Tracy and Robins (2007b) proposed a self-report measure, the Authentic and Hubristic Pride Scales (AHPS) to examine authentic pride and hubristic pride. As a result of conceptual works and studies carried out, the final version of the tool comprised 14 items – adjectives, seven for each type of pride, selected from an initial pool of 20 items based on semantic and psychometric analyses. The authentic pride scale according to Tracy and Robins (2007b) includes the following adjectives: accomplished, achieving, confident, fulfilled, productive, self-worth and successful, whereas the hubristic pride scale is composed of the following adjectives: arrogant, conceited, egotistical, pompous, smug, snobbish and stuck-up. The above items create a list of adjectives which the respondent chooses by using a 5-point response scale (from 1 – not at all to 5 – extremely) twice. In part one, the respondent describes their feelings at a moment in time (state measurement), and in part two, the respondent describes how he or she feels in general (trait measurement). Therefore, AHPS is composed of four scales, i.e., the authentic and hubristic pride scales for measuring the state and the trait. The reliability of the measurement of the proposed scales is high. Also, based on the results of the exploratory and confirmatory factor analyses, the two-factorial structure of pride was confirmed. The correlation between the distinguished scales of authentic and hubristic pride was close to zero, ranging from r = .08 to r = .14, which confirmed the theoretical expectations (Tracy et al. 2009).

Until now, apart from the original study conducted in the United States (Tracy and Robins 2007b), the structure of the AHPS has been tested only in China and South Korea (Shi et al. 2015). Except for the study conducted in the U.S. (Tracy and Robins 2007b), only exploratory approaches were applied. Shi et al. (2015) demonstrated that the two-dimensional model of pride is culturally universal because despite using U.S.-derived or Korean-derived pride-related words, the structure of pride was shown to be divided into authentic and hubristic pride. This claim is also supported in the study by Laskoski et al. (2013), who provided further evidence that the two-dimensional structure of pride is independent from culture. The AHPS (Tracy and Robins 2007b) can be seen as a valuable tool designed to assess the two faces of pride; however, to date, its structure was examined mostly in denial of confirmatory methods. Owing to the cultural universality of the construct (Laskoski et al. 2013; Shi et al. 2015), in the current study we aim to fill this gap in existing research, and through presentation of the Polish adaptation of the AHPS, we aim to systematically analyse the structure of the AHPS using factor analyses carried out under different methodological approaches.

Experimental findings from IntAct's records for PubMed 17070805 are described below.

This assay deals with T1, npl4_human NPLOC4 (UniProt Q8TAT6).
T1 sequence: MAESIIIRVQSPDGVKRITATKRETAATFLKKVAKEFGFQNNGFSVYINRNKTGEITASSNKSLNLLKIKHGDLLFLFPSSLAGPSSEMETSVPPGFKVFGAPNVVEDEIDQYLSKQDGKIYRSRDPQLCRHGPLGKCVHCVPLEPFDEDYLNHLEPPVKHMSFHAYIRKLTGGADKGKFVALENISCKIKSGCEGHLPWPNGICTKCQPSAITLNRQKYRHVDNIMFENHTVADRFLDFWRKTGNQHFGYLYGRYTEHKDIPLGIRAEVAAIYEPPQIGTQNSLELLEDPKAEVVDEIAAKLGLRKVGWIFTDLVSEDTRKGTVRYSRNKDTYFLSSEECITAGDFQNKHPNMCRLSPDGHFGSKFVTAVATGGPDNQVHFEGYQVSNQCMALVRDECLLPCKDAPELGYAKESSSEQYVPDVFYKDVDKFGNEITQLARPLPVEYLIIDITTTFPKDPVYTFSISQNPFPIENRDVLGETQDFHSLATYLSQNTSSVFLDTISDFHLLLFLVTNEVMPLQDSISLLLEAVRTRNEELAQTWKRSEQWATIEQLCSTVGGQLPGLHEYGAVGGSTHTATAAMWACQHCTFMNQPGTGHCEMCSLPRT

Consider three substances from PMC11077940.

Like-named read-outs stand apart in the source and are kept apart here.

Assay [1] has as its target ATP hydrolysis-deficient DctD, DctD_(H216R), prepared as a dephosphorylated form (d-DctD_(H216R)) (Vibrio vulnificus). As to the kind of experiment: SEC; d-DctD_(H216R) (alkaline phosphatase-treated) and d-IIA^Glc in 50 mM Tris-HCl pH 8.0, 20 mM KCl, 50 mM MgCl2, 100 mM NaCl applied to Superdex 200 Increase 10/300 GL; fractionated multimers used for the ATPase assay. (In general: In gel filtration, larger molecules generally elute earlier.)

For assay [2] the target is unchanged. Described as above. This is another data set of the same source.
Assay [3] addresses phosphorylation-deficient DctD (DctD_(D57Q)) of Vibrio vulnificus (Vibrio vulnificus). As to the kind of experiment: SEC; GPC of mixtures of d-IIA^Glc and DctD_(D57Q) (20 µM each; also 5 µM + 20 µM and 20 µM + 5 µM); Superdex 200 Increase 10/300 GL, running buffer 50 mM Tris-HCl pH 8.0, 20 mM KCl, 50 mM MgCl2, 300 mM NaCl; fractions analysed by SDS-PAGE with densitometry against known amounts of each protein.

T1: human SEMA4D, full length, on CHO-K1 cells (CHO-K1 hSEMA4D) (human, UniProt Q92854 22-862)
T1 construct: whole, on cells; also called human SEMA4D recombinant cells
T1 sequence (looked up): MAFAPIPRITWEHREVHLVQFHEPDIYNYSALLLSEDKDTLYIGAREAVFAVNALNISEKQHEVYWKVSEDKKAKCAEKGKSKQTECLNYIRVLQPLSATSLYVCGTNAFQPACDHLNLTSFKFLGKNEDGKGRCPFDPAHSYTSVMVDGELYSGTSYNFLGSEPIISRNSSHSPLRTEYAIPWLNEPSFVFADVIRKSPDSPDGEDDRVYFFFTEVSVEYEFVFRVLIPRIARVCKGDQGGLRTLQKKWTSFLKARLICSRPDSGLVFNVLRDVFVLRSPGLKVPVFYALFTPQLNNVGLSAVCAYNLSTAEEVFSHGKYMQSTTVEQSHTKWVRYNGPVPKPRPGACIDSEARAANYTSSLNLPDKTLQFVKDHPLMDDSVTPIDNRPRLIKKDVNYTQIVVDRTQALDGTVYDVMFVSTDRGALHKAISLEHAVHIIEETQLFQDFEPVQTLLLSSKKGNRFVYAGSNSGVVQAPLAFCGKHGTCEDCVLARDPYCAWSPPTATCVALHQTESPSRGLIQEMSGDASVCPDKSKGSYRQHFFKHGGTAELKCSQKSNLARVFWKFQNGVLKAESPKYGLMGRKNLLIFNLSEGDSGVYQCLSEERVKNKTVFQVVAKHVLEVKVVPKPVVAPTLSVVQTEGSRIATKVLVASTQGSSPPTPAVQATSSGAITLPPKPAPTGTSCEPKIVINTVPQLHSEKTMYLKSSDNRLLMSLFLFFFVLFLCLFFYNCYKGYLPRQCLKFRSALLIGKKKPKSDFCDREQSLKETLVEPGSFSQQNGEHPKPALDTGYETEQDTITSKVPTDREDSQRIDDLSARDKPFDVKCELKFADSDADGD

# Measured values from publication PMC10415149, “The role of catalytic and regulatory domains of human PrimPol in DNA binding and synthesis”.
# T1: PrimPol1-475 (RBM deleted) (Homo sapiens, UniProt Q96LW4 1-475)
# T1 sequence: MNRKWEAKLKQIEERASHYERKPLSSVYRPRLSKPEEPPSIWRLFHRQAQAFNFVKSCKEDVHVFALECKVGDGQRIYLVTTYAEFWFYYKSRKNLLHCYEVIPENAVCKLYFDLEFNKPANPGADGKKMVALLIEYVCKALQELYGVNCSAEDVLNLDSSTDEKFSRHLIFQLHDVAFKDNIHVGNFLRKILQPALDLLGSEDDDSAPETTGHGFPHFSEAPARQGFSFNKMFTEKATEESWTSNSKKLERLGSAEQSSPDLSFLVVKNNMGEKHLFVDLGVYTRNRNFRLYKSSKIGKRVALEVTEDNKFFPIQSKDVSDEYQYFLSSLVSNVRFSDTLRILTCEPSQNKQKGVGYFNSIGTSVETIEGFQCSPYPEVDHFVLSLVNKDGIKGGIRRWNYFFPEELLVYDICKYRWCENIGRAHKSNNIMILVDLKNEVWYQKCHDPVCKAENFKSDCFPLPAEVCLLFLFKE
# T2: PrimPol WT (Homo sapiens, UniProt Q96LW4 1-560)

Current Study

The main purpose of the research presented in this article is to prepare the Polish version of the AHPS (Tracy and Robins 2007b) and to verify its psychometric properties: 1) reliability, 2) structural validity and 3) external validity. The first hypothesis states that the AHPS reliably measures authentic and hubristic pride in Polish population. To test this hypothesis, we analysed reliability estimates (i.e., Cronbach’s α) and Pearson’s correlation coefficient between two time-point intervals. The second hypothesis considered that the two-dimensional structure of pride would replicate. To test the second hypothesis, we analysed the structure of AHPS using different methodological approaches, i.e., confirmatory factor analysis (CFA) and exploratory structural equation modeling (ESEM). The last hypothesis in the adaptation of the AHPS is to show its satisfactory external validity with regard to other psychological constructs, such as self-esteem, pride and hubris experienced when realising one’s own moral norms and experiencing a feeling of shame and guilt in the face of violating subjectively important norms. To test this hypothesis, two-tailed Pearson’s correlations coefficients were analysed.